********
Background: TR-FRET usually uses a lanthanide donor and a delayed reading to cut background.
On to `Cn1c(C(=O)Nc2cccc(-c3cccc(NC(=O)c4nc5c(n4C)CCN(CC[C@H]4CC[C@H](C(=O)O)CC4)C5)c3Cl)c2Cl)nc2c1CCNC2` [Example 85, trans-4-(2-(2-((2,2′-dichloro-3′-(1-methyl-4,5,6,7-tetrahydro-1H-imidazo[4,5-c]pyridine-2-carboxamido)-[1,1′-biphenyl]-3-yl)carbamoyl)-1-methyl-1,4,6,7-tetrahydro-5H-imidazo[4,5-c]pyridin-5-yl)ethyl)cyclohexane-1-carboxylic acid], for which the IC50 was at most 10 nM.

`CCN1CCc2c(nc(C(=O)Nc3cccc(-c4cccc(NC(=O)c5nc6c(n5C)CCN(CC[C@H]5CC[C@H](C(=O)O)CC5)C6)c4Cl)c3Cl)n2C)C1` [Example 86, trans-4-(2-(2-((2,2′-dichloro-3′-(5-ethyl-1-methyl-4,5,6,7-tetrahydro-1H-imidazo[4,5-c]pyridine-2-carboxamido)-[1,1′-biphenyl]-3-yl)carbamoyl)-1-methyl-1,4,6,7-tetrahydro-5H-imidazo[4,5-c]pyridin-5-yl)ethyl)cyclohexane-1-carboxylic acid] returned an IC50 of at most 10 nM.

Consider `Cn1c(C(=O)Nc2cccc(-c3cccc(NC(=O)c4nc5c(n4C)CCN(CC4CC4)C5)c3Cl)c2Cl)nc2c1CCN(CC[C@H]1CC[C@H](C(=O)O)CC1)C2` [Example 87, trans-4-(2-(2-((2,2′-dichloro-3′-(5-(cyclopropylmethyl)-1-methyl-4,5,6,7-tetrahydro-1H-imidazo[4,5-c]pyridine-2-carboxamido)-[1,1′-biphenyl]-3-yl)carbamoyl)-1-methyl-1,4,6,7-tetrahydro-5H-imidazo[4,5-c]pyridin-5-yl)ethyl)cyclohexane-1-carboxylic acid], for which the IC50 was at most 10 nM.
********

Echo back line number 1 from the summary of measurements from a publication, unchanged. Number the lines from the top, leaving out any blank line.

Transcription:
Background: TR-FRET usually uses a lanthanide donor and a delayed reading to cut background.